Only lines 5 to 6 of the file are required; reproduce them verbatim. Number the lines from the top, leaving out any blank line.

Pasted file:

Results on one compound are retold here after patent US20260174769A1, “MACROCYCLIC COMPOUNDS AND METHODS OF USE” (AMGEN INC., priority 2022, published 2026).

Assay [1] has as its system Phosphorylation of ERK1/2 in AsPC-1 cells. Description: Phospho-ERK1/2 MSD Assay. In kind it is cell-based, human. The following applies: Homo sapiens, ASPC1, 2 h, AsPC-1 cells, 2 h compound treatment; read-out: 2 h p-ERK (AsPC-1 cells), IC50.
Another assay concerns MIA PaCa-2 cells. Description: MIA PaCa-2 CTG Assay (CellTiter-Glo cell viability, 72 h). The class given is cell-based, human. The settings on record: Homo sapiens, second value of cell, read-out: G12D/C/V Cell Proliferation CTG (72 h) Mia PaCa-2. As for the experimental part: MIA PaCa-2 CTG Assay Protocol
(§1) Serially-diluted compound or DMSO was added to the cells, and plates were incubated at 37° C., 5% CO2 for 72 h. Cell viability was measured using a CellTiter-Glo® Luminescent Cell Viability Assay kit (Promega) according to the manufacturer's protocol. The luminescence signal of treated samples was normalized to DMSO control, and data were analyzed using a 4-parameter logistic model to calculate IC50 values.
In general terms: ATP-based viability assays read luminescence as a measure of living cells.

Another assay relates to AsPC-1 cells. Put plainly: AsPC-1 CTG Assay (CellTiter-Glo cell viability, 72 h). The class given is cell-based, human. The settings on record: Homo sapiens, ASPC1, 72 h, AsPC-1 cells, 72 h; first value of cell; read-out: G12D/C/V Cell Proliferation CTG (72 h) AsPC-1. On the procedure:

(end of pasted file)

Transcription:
In general terms: ATP-based viability assays read luminescence as a measure of living cells.

Another assay relates to AsPC-1 cells. Put plainly: AsPC-1 CTG Assay (CellTiter-Glo cell viability, 72 h). The class given is cell-based, human. The settings on record: Homo sapiens, ASPC1, 72 h, AsPC-1 cells, 72 h; first value of cell; read-out: G12D/C/V Cell Proliferation CTG (72 h) AsPC-1. On the procedure: